Another week of choppy market action and the end result was a move to “nowhere.” As I stated previously, the current action is either a consolidation process or a topping process. To wit:
“First of all, it is worth noting that despite all of the recent excitement of the markets advance, it remains extremely confined in a sideways trading range. This can either be good or bad news.
The Good: Sideways consolidations during bullishly biased markets provides the ability to work off excesses built up during the previous advance to provide the “fuel” necessary for the next leg higher.
The Bad: However, sideways consolidations can also mark the end of the previous bullish advance and the beginning of a bearish decline.
How do we know the difference? Normally, fundamentals tell the story. When earnings are still rising, market consolidations tend to resume to the upside. However, declining earnings have historically marked market topping processes much as we see today.”
While this time could certainly be different, historically such has not been the case. At this juncture, the market has yet to confirm whether the recent price action is just part of a broader topping process or if the now somewhat well-aged bull market is setting up for a final advance. The most interesting aspect is the similarity between the current market action and that seen prior to the beginning of this year.
With summer fast approaching, the markets still appear to be very fragile exposing investors to a similar “swoon” in the months ahead. This is particularly the case with both the economic and fundamental underpinnings still showing signs of deterioration.
The inherent problem of “eternal bullishness” is the “willful blindness” to the underlying data in an effort to chase short-term returns. This leads to the unfortunate problem of being “all-in” on every hand which has a devastating consequence when a mean reverting event occurs.
In the end, it does not matter IF you are “bullish” or “bearish.” The reality is that both “bulls” and “bears” are owned by the “broken clock” syndrome during the full-market cycle. However, what is grossly important in achieving long-term investment success is not necessarily being “right” during the first half of the cycle, but by not being “wrong” during the second half.
For now, there is little to do but wait.
- The Rise Of Extremism by Danielle DiMartino-Booth via Money Strong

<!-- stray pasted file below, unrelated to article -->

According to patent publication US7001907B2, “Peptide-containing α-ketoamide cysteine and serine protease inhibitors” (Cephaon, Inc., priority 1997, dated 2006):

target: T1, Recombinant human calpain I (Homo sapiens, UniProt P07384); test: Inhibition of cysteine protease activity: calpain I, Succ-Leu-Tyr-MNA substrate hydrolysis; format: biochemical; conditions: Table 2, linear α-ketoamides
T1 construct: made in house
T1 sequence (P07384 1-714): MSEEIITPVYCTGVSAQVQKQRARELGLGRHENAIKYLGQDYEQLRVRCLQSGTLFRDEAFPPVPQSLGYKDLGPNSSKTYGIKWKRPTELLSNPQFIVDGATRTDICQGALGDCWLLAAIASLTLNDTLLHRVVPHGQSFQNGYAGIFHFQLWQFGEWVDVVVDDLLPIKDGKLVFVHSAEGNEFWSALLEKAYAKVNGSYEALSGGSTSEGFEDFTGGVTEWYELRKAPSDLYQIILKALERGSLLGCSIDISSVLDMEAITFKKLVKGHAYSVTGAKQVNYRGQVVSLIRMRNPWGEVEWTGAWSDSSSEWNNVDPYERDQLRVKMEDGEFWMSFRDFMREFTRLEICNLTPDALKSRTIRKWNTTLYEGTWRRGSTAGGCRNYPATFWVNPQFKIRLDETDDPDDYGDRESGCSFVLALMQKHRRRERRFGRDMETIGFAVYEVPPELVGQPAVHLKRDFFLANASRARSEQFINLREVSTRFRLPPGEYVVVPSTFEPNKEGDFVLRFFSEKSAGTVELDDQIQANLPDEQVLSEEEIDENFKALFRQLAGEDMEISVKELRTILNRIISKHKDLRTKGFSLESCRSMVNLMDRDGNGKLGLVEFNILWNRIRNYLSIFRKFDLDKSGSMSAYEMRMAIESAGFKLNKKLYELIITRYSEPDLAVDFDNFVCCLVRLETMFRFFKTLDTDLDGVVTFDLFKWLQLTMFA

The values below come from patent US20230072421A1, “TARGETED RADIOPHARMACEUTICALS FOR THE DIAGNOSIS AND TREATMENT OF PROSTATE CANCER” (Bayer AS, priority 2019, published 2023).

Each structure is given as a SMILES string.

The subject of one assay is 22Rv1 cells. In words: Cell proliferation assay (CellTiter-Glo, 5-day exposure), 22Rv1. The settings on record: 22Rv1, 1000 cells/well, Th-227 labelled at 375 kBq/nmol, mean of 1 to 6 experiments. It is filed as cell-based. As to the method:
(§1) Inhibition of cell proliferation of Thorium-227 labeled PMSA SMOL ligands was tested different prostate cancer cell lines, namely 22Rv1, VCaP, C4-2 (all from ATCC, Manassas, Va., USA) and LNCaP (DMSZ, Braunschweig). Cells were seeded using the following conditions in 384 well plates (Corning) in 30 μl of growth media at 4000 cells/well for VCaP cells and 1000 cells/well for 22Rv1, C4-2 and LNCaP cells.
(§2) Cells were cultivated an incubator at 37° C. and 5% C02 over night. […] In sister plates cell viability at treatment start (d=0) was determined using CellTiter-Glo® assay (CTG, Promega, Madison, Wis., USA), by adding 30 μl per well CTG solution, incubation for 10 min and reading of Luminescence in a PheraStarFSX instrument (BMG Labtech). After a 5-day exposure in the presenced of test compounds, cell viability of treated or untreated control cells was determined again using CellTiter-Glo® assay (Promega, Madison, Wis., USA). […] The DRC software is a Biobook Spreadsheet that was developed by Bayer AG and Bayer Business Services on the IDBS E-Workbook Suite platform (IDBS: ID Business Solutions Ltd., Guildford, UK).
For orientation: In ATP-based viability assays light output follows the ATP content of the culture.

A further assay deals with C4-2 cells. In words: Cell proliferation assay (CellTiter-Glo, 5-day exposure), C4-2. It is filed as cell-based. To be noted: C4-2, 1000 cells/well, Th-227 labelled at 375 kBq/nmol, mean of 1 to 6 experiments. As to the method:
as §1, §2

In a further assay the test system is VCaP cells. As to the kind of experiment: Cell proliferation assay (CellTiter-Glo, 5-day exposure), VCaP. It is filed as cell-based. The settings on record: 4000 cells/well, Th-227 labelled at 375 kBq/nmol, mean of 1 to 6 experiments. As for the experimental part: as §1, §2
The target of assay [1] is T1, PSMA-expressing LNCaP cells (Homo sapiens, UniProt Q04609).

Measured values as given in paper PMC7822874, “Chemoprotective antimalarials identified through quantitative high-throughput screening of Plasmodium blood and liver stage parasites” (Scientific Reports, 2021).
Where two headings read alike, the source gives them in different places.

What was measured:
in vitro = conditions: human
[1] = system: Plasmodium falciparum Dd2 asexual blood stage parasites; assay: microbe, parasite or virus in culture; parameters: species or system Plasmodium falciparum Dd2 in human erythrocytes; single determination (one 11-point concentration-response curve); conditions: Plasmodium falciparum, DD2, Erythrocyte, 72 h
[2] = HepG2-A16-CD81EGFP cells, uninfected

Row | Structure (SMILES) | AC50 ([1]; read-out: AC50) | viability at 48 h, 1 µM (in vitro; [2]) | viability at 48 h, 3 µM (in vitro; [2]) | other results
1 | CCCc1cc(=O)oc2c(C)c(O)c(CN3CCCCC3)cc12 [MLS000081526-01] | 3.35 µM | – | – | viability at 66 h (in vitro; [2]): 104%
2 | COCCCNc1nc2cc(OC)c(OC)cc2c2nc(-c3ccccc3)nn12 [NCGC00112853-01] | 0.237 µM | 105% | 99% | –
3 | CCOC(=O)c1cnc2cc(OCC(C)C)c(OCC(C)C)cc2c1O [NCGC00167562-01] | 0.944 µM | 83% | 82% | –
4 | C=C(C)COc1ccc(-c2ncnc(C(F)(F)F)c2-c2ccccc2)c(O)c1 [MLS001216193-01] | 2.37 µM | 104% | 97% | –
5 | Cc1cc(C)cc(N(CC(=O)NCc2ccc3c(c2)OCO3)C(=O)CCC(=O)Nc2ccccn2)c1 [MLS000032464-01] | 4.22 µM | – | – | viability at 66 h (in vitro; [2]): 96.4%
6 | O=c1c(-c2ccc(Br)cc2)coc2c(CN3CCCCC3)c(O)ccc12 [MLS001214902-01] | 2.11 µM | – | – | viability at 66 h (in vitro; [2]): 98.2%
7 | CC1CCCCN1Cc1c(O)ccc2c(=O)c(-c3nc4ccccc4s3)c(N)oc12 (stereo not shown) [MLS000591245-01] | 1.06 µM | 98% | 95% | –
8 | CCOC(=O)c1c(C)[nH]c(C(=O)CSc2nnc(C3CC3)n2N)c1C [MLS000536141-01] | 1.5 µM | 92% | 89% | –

- Central Banks Have Run Out Of Ammo by Stefan Gerlach via Proj. Syndicate
- Fed Made The Poor, Poorer by Narayana Kocherlakota via Bloomberg View
THE MARKET & ECONOMY
- The Economy’s Real Drag Is Us by Robert Samuelson via Washington Post
- Why The 10-yr Is Going Back To Record Lows by Jonathan Garber via BI
- I Dissected The S&P 500, Heres what I’ve Found by Rob Isbitts via MarketWatch
- Retail Rout Signaling Economic Weakness by Randall Forsyth via Barron’s
- 50,000 Foot View Of Aging Bull Market by Kevin Marder via Marketwatch
- Why Stocks Are Overvalued Right Now by Brent Botwin via TheStreet
- First Choice For Long-Term Investing by Jeremy Grantham via Barron’s
- Analysts Finally Find Reality by Eric Bush via GaveKal Research
- Carl Ichan: Betting A Major Crash by Chris Matthews via Time
- When Politics Trump Government Stats Zachary Karabell via The New Yorker
- US Job Growth Continues To Fail by John Crudele via New York Post
- Lies, Damn Lies & Statistics by Rob Arnott via Research Affiliates
- You Can Be Too Pessimistic by David Merkel via Aleph Blog
- Social Security Storied Keep Piling Up by Philip Moeller via CNBC
- Guaranteed Income, A Guaranteed Bad Idea by John Tamny via RCM
- Biggest Risk: Investors Still Dancing by John Hussman via Hussman Funds
- It’s No Hedge Fund If They Outrun The Bull by Cliff Asness via Bloomberg
- Recession’s Trauma Left Deep Scars by Ben Leubsdorf via WSJ
- Gundlach “S&P Could Go To 1600” by Tyler Durden via Zero Hedge
- A Highly Unusual Breath Milestone by Dana Lyons via Tumblr
- Do As I Say, OR Do What I Do by Meb Faber via Faber Research
- End Of The Debt Super Cycle? by Jesse Felder via The Felder Report
“If you have large cap, mid-cap and small-cap, and the market declines, you are going to have less cap.” – Martin Truax
Questions, comments, suggestions – please email me.
Lance Roberts is a Chief Portfolio Strategist/Economist for Clarity Financial. He is also the host of “The Lance Roberts Show” and Chief Editor of the “Real Investment Advice” website and author of “Real Investment Daily” blog and “Real Investment Report”. Follow Lance on Facebook, Twitter, and Linked-In